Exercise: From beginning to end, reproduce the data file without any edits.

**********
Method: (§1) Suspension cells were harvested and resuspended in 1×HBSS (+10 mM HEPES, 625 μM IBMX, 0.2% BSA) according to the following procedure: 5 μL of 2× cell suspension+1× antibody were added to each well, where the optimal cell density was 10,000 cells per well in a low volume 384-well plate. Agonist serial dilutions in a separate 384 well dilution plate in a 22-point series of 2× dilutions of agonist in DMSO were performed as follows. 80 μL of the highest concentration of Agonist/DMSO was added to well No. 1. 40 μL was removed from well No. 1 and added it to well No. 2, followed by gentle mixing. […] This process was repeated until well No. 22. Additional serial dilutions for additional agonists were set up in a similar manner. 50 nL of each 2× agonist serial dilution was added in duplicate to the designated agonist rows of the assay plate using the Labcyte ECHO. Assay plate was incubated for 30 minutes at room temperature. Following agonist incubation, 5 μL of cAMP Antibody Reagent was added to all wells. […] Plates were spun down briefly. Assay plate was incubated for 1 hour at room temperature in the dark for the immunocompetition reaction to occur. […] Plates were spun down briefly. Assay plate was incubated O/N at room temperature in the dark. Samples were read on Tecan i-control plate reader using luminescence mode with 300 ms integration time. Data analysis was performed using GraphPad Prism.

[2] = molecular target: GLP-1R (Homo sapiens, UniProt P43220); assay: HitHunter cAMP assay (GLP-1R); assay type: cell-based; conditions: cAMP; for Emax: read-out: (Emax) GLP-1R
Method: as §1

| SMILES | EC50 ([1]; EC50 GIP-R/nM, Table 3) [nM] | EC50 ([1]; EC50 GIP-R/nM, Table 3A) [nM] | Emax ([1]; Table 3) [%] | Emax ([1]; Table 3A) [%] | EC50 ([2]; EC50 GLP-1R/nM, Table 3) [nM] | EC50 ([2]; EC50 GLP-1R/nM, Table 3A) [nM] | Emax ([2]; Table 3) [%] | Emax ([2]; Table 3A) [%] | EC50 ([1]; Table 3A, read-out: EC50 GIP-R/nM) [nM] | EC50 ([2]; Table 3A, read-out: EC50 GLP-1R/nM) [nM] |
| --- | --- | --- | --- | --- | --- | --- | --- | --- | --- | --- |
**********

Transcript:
Method: (§1) Suspension cells were harvested and resuspended in 1×HBSS (+10 mM HEPES, 625 μM IBMX, 0.2% BSA) according to the following procedure: 5 μL of 2× cell suspension+1× antibody were added to each well, where the optimal cell density was 10,000 cells per well in a low volume 384-well plate. Agonist serial dilutions in a separate 384 well dilution plate in a 22-point series of 2× dilutions of agonist in DMSO were performed as follows. 80 μL of the highest concentration of Agonist/DMSO was added to well No. 1. 40 μL was removed from well No. 1 and added it to well No. 2, followed by gentle mixing. […] This process was repeated until well No. 22. Additional serial dilutions for additional agonists were set up in a similar manner. 50 nL of each 2× agonist serial dilution was added in duplicate to the designated agonist rows of the assay plate using the Labcyte ECHO. Assay plate was incubated for 30 minutes at room temperature. Following agonist incubation, 5 μL of cAMP Antibody Reagent was added to all wells. […] Plates were spun down briefly. Assay plate was incubated for 1 hour at room temperature in the dark for the immunocompetition reaction to occur. […] Plates were spun down briefly. Assay plate was incubated O/N at room temperature in the dark. Samples were read on Tecan i-control plate reader using luminescence mode with 300 ms integration time. Data analysis was performed using GraphPad Prism.

[2] = molecular target: GLP-1R (Homo sapiens, UniProt P43220); assay: HitHunter cAMP assay (GLP-1R); assay type: cell-based; conditions: cAMP; for Emax: read-out: (Emax) GLP-1R
Method: as §1

| SMILES | EC50 ([1]; EC50 GIP-R/nM, Table 3) [nM] | EC50 ([1]; EC50 GIP-R/nM, Table 3A) [nM] | Emax ([1]; Table 3) [%] | Emax ([1]; Table 3A) [%] | EC50 ([2]; EC50 GLP-1R/nM, Table 3) [nM] | EC50 ([2]; EC50 GLP-1R/nM, Table 3A) [nM] | Emax ([2]; Table 3) [%] | Emax ([2]; Table 3A) [%] | EC50 ([1]; Table 3A, read-out: EC50 GIP-R/nM) [nM] | EC50 ([2]; Table 3A, read-out: EC50 GLP-1R/nM) [nM] |
| --- | --- | --- | --- | --- | --- | --- | --- | --- | --- | --- |